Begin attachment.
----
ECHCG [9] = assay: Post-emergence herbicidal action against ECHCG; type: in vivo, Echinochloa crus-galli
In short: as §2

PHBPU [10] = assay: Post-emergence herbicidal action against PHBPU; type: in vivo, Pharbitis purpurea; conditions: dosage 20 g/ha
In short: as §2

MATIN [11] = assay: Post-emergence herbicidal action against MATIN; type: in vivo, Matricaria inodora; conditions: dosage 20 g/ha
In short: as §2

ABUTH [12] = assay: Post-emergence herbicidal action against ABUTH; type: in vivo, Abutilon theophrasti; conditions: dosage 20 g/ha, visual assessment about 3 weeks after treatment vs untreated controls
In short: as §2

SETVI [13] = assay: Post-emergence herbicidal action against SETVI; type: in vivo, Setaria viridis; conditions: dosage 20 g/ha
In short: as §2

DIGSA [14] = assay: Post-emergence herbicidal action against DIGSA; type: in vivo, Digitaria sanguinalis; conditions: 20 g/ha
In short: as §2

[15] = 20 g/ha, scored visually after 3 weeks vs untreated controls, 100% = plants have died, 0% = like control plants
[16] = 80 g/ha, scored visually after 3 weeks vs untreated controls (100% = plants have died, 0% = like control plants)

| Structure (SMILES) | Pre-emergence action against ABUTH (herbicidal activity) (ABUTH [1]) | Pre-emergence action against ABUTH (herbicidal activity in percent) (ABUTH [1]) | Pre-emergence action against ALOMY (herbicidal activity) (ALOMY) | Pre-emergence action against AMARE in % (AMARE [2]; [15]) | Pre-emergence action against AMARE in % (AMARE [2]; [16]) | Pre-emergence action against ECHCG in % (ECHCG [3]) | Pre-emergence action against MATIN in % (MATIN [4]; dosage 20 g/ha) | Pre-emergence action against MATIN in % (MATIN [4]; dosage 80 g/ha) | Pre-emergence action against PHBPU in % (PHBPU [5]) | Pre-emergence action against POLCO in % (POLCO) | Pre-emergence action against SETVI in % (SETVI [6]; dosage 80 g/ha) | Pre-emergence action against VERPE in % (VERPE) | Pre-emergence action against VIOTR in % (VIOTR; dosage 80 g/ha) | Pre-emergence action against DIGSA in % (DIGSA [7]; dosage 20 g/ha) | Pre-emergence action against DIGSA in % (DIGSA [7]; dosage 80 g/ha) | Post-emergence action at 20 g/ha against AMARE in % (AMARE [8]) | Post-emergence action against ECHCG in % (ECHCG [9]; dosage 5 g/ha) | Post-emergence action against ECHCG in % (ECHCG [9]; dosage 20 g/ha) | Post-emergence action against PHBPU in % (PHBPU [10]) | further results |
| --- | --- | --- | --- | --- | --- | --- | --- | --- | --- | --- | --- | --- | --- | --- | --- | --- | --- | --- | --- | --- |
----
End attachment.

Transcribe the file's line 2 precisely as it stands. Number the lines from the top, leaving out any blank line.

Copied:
In short: as §2